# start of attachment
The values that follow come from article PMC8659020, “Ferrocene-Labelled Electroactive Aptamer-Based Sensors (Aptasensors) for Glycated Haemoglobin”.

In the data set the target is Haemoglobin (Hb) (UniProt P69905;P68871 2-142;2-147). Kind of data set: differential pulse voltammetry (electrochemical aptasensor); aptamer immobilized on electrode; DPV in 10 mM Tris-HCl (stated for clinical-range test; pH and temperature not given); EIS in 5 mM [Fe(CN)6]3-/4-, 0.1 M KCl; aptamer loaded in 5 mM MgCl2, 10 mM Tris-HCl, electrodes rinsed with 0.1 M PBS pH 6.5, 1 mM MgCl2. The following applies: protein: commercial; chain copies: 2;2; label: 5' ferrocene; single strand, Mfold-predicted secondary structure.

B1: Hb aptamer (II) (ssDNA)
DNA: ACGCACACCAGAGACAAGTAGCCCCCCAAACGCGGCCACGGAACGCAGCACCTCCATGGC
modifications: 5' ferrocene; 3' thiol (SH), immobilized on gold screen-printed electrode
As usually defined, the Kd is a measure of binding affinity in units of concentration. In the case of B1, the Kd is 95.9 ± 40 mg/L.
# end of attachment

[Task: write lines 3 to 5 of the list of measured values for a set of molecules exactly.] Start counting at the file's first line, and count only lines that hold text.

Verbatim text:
B1: Hb aptamer (II) (ssDNA)
DNA: ACGCACACCAGAGACAAGTAGCCCCCCAAACGCGGCCACGGAACGCAGCACCTCCATGGC
modifications: 5' ferrocene; 3' thiol (SH), immobilized on gold screen-printed electrode